Friday, November 27, 2020

2020 EC2 Program Now Posted

Looking great!
31th (EC)^2 Conference: High Dimensional Modeling in Time Series
December 11-12, 2020
Paris, France (Alas, virtually...)
Program, registration, etc. at

Sunday, November 22, 2020

Classification Under Asymmetric Loss

I just read the stimulating new paper by Babii et al. on binary choice / classification w asymmetric loss,

It led me to recall some work of mine with Peter Christoffersen that may be related in interesting ways. The hyperlinked papers are below. We study optimal prediction under asy loss, focusing not only on how the amount of loss asymmetry drives the optimal bias (of course, as in Granger's seminal work), but also focusing on how heteroskedasticity​ (H), interacting with loss asymmetry, drives the optimal bias.  (The optimal bias increases as variance increases, and conversely.)  

We focus on time-series H, but of course cross section H is massively relevant as well, so I wonder how it would all work out in theory and practice in the Babii et al. cross-section classification environment.  Of course everyone talks about H destroying consistency in logit and related models, but that's deeper econometric consistency for marginal effects etc. I don't see why it would destroy consistency for the optimal prediction / classification, which is automatically induced by virtue of the estimation criterion as routinely exploited in the ML literature.

In any event the key recognition is that heteroskedasticity and asymmetric loss interact. Asymmetric loss of course influences the optimal prediction / classification, but it influences it more in regions (cross section) or periods (time series) where / when variance is high.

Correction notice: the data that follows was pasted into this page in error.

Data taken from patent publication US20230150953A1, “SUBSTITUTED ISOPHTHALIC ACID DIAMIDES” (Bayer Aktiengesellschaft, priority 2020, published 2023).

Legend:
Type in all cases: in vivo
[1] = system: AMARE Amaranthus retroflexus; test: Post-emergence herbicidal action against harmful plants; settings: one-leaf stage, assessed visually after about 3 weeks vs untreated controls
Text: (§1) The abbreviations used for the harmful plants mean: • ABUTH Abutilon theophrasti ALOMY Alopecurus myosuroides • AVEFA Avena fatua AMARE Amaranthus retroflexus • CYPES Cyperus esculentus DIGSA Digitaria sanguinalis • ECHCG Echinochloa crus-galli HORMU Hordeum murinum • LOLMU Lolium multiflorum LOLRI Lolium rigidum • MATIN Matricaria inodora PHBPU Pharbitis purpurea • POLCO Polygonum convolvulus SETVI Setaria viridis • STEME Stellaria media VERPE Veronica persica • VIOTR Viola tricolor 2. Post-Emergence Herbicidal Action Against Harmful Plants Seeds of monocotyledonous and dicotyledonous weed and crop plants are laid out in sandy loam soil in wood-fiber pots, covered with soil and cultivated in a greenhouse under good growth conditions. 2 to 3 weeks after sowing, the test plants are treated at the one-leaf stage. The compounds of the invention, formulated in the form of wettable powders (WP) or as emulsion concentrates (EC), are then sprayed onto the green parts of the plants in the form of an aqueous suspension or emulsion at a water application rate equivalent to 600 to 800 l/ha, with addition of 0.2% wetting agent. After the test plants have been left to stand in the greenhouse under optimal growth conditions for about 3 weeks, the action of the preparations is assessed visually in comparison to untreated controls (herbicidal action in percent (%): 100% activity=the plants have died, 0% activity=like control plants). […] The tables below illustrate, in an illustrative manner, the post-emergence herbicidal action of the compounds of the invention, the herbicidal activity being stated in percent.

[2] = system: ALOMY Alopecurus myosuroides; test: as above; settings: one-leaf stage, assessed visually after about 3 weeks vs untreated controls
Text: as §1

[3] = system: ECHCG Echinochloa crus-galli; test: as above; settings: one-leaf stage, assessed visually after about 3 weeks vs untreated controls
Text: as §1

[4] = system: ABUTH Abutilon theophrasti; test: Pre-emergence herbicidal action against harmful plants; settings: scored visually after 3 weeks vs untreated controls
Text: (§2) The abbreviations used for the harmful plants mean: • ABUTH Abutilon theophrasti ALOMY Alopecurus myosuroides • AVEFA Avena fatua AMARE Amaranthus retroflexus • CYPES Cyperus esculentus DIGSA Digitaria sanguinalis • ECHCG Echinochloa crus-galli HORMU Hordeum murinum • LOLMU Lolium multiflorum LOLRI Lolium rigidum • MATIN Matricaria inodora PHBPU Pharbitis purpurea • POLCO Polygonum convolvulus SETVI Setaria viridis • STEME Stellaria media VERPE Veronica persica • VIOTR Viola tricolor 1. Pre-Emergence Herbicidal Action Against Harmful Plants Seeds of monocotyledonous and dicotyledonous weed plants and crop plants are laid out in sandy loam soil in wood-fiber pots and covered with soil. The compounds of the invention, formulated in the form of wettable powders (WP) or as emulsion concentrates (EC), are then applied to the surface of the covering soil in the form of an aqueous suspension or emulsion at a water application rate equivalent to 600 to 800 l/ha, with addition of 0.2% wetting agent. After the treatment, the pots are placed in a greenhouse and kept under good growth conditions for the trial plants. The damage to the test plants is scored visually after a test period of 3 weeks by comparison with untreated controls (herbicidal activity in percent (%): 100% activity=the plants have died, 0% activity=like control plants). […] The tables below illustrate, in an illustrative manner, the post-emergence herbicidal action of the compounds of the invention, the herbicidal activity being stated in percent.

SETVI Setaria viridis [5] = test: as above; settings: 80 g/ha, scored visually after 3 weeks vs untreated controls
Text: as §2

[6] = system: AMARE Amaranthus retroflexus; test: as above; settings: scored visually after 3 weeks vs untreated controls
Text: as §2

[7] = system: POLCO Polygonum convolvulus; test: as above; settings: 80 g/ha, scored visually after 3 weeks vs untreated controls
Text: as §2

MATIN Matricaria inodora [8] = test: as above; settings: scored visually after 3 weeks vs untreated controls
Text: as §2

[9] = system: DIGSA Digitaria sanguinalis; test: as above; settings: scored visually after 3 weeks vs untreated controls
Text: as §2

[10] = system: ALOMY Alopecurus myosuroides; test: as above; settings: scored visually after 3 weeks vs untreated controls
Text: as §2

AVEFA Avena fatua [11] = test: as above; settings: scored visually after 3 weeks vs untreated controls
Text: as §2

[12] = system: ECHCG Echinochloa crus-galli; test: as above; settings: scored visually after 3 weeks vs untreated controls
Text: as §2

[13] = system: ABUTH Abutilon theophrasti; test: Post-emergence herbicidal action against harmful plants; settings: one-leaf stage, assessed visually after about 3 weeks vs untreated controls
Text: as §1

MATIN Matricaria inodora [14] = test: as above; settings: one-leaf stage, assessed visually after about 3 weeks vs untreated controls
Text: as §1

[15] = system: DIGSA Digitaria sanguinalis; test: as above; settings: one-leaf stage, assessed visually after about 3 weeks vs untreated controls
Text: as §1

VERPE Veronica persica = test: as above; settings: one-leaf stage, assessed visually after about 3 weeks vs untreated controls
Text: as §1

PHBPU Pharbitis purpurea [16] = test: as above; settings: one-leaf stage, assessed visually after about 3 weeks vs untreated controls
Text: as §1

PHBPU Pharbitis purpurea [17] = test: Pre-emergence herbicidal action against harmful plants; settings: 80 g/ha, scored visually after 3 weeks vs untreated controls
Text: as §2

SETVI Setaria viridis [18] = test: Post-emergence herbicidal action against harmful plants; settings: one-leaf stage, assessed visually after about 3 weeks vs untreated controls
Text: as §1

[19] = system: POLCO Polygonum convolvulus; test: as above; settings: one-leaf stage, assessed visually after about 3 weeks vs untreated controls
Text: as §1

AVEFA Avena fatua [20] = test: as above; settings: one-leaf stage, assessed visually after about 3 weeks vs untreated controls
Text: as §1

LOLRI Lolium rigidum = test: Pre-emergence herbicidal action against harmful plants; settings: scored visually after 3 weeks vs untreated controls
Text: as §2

Christoffersen, P. and Diebold, F.X. (1997), "Optimal Prediction Under Asymmetric Loss," Econometric Theory, 13, 808-817.

, P.F. and Diebold, F.X. (1996)
, "Further Results on Forecasting and Model Selection Under Asymmetric Loss," Journal of Applied Econometrics, 11, 561-571.

(Somewhat) related earlier No Hesitations post:

Saturday, November 21, 2020

Essie Maasoumi Econometric Theory Interview

Check it out here. So fine and so appropriate for Essie.

More generally, seeing the latest reminds me of the invaluable ET Interviews series. Piece-by-piece, thanks to the initiative of Peter Phillips at ET, it is assembling a history of modern econometric thought. May its future be as vibrant as its past!

See here for some background circa 2015.

Monday, November 2, 2020

Russian Holidays Predict Troll Activity 2015-2017

A fascinating new abstract. Timely too. 

Russian Holidays Predict Troll Activity 2015-2017
Douglas Almond, Xinming Du, and Alana Vogel #28035


While international election interference is not new, Russia is credited with “industrializing” trolling on English-language social media platforms. In October 2018, Twitter retrospectively identified 2.9 million English-language tweets as covertly written by trolls from Russia's Internet Research Agency. Most active 2015-2017, these Russian trolls generally supported the Trump campaign (Senate Intelligence Committee, 2019) and researchers have traced how this content disseminated across Twitter. Here, we take a different tack and seek exogenous drivers of Russian troll activity. We find that trolling fell 35% on Russian holidays and to a lesser extent, when temperatures were cold in St. Petersburg. More recent trolls released by Twitter do not show any systematic relationship to holidays and temperature, although substantially fewer of these that have been made public to date. Our finding for the pre-2018 interference period may furnish a natural experiment for evaluati! ng the causal effect of Russian trolling on indirectly-affected outcomes and political behaviors — outcomes that are less traceable to troll content and potentially more important to policymakers than the direct dissemination activities previously studied. As a case in point, we describe suggestive evidence that Russian holidays impacted daily trading prices in 2016 election betting markets.